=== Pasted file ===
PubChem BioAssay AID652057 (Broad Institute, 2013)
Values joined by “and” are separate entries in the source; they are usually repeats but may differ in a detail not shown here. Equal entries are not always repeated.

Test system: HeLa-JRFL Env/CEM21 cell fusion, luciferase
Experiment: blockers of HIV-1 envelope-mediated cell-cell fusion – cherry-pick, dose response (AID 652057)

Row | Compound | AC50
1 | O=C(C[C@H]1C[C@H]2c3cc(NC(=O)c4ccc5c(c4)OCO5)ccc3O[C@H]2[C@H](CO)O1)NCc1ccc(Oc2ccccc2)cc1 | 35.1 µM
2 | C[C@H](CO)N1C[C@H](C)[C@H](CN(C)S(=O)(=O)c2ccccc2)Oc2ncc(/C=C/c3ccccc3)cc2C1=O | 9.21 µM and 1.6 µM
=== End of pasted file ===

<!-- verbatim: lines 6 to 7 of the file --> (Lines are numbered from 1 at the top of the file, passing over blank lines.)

1 | O=C(C[C@H]1C[C@H]2c3cc(NC(=O)c4ccc5c(c4)OCO5)ccc3O[C@H]2[C@H](CO)O1)NCc1ccc(Oc2ccccc2)cc1 | 35.1 µM
2 | C[C@H](CO)N1C[C@H](C)[C@H](CN(C)S(=O)(=O)c2ccccc2)Oc2ncc(/C=C/c3ccccc3)cc2C1=O | 9.21 µM and 1.6 µM